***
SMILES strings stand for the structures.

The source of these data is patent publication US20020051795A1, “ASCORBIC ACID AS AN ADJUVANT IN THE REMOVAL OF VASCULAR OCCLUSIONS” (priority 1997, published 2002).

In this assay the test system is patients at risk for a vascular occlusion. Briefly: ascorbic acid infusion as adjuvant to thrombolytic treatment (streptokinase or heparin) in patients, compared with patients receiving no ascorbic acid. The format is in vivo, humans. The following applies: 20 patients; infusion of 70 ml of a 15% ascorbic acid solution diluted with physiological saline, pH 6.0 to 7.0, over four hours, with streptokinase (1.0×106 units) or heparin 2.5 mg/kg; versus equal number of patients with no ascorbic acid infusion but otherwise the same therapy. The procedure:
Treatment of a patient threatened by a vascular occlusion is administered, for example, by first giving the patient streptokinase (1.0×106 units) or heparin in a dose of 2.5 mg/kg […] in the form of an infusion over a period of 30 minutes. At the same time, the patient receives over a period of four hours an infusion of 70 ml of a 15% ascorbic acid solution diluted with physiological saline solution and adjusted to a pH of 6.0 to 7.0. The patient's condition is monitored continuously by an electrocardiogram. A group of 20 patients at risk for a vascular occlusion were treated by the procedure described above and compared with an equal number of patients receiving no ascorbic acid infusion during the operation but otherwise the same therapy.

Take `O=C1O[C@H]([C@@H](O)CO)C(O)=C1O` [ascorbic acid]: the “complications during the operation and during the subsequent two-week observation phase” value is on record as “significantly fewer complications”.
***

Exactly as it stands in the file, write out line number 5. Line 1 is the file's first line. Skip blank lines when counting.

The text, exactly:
Take `O=C1O[C@H]([C@@H](O)CO)C(O)=C1O` [ascorbic acid]: the “complications during the operation and during the subsequent two-week observation phase” value is on record as “significantly fewer complications”.